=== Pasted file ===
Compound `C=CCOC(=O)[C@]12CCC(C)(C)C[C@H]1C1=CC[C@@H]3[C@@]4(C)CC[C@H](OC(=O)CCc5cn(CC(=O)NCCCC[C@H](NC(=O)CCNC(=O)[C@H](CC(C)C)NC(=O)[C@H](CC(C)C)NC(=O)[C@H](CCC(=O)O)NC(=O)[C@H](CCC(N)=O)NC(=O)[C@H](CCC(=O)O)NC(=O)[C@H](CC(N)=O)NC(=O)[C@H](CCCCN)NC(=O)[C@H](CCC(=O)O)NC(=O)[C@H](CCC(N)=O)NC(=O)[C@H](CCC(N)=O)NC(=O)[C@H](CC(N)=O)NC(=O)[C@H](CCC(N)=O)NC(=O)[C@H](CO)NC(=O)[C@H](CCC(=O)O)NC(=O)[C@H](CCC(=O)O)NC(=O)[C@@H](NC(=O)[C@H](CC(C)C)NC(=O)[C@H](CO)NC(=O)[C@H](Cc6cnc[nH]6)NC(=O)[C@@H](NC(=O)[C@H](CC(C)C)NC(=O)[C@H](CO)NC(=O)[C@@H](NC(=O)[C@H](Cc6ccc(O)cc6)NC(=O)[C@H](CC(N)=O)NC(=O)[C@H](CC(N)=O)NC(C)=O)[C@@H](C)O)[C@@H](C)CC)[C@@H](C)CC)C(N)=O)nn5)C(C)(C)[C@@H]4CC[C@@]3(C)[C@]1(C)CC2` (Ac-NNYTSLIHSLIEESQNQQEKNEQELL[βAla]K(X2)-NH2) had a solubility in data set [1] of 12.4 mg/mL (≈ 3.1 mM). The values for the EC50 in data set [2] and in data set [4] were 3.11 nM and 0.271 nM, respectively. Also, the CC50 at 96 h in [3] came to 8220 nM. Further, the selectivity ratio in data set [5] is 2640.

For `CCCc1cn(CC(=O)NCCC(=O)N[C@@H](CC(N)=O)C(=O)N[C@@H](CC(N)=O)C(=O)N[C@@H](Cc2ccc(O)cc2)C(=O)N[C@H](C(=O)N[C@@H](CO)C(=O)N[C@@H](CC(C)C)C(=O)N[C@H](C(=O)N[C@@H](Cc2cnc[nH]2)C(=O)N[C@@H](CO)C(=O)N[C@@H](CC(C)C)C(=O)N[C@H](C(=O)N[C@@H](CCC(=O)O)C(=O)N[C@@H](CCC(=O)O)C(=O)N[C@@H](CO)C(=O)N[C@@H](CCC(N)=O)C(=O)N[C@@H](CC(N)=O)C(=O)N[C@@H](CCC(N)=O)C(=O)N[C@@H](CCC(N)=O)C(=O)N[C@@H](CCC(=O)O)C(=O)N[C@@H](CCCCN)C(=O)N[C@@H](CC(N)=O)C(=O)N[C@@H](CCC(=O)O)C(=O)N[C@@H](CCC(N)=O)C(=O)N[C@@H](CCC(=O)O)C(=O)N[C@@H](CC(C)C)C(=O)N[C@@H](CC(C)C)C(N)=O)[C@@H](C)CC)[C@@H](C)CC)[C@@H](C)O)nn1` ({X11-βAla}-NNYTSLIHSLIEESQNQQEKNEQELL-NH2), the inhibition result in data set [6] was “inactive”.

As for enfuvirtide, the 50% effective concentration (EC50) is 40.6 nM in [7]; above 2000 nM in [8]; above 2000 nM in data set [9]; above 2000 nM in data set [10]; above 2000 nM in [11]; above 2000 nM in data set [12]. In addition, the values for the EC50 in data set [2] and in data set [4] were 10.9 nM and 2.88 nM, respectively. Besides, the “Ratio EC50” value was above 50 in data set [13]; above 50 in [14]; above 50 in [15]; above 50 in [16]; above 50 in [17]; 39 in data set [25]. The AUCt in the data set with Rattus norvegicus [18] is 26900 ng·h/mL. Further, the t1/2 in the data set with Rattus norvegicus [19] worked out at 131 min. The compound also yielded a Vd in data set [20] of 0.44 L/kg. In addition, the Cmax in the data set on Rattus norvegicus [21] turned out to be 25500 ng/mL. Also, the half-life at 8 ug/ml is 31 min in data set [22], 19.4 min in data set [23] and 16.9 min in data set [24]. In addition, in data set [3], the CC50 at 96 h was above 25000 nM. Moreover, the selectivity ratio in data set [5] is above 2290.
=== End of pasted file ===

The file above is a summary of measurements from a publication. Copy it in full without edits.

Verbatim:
Compound `C=CCOC(=O)[C@]12CCC(C)(C)C[C@H]1C1=CC[C@@H]3[C@@]4(C)CC[C@H](OC(=O)CCc5cn(CC(=O)NCCCC[C@H](NC(=O)CCNC(=O)[C@H](CC(C)C)NC(=O)[C@H](CC(C)C)NC(=O)[C@H](CCC(=O)O)NC(=O)[C@H](CCC(N)=O)NC(=O)[C@H](CCC(=O)O)NC(=O)[C@H](CC(N)=O)NC(=O)[C@H](CCCCN)NC(=O)[C@H](CCC(=O)O)NC(=O)[C@H](CCC(N)=O)NC(=O)[C@H](CCC(N)=O)NC(=O)[C@H](CC(N)=O)NC(=O)[C@H](CCC(N)=O)NC(=O)[C@H](CO)NC(=O)[C@H](CCC(=O)O)NC(=O)[C@H](CCC(=O)O)NC(=O)[C@@H](NC(=O)[C@H](CC(C)C)NC(=O)[C@H](CO)NC(=O)[C@H](Cc6cnc[nH]6)NC(=O)[C@@H](NC(=O)[C@H](CC(C)C)NC(=O)[C@H](CO)NC(=O)[C@@H](NC(=O)[C@H](Cc6ccc(O)cc6)NC(=O)[C@H](CC(N)=O)NC(=O)[C@H](CC(N)=O)NC(C)=O)[C@@H](C)O)[C@@H](C)CC)[C@@H](C)CC)C(N)=O)nn5)C(C)(C)[C@@H]4CC[C@@]3(C)[C@]1(C)CC2` (Ac-NNYTSLIHSLIEESQNQQEKNEQELL[βAla]K(X2)-NH2) had a solubility in data set [1] of 12.4 mg/mL (≈ 3.1 mM). The values for the EC50 in data set [2] and in data set [4] were 3.11 nM and 0.271 nM, respectively. Also, the CC50 at 96 h in [3] came to 8220 nM. Further, the selectivity ratio in data set [5] is 2640.

For `CCCc1cn(CC(=O)NCCC(=O)N[C@@H](CC(N)=O)C(=O)N[C@@H](CC(N)=O)C(=O)N[C@@H](Cc2ccc(O)cc2)C(=O)N[C@H](C(=O)N[C@@H](CO)C(=O)N[C@@H](CC(C)C)C(=O)N[C@H](C(=O)N[C@@H](Cc2cnc[nH]2)C(=O)N[C@@H](CO)C(=O)N[C@@H](CC(C)C)C(=O)N[C@H](C(=O)N[C@@H](CCC(=O)O)C(=O)N[C@@H](CCC(=O)O)C(=O)N[C@@H](CO)C(=O)N[C@@H](CCC(N)=O)C(=O)N[C@@H](CC(N)=O)C(=O)N[C@@H](CCC(N)=O)C(=O)N[C@@H](CCC(N)=O)C(=O)N[C@@H](CCC(=O)O)C(=O)N[C@@H](CCCCN)C(=O)N[C@@H](CC(N)=O)C(=O)N[C@@H](CCC(=O)O)C(=O)N[C@@H](CCC(N)=O)C(=O)N[C@@H](CCC(=O)O)C(=O)N[C@@H](CC(C)C)C(=O)N[C@@H](CC(C)C)C(N)=O)[C@@H](C)CC)[C@@H](C)CC)[C@@H](C)O)nn1` ({X11-βAla}-NNYTSLIHSLIEESQNQQEKNEQELL-NH2), the inhibition result in data set [6] was “inactive”.

As for enfuvirtide, the 50% effective concentration (EC50) is 40.6 nM in [7]; above 2000 nM in [8]; above 2000 nM in data set [9]; above 2000 nM in data set [10]; above 2000 nM in [11]; above 2000 nM in data set [12]. In addition, the values for the EC50 in data set [2] and in data set [4] were 10.9 nM and 2.88 nM, respectively. Besides, the “Ratio EC50” value was above 50 in data set [13]; above 50 in [14]; above 50 in [15]; above 50 in [16]; above 50 in [17]; 39 in data set [25]. The AUCt in the data set with Rattus norvegicus [18] is 26900 ng·h/mL. Further, the t1/2 in the data set with Rattus norvegicus [19] worked out at 131 min. The compound also yielded a Vd in data set [20] of 0.44 L/kg. In addition, the Cmax in the data set on Rattus norvegicus [21] turned out to be 25500 ng/mL. Also, the half-life at 8 ug/ml is 31 min in data set [22], 19.4 min in data set [23] and 16.9 min in data set [24]. In addition, in data set [3], the CC50 at 96 h was above 25000 nM. Moreover, the selectivity ratio in data set [5] is above 2290.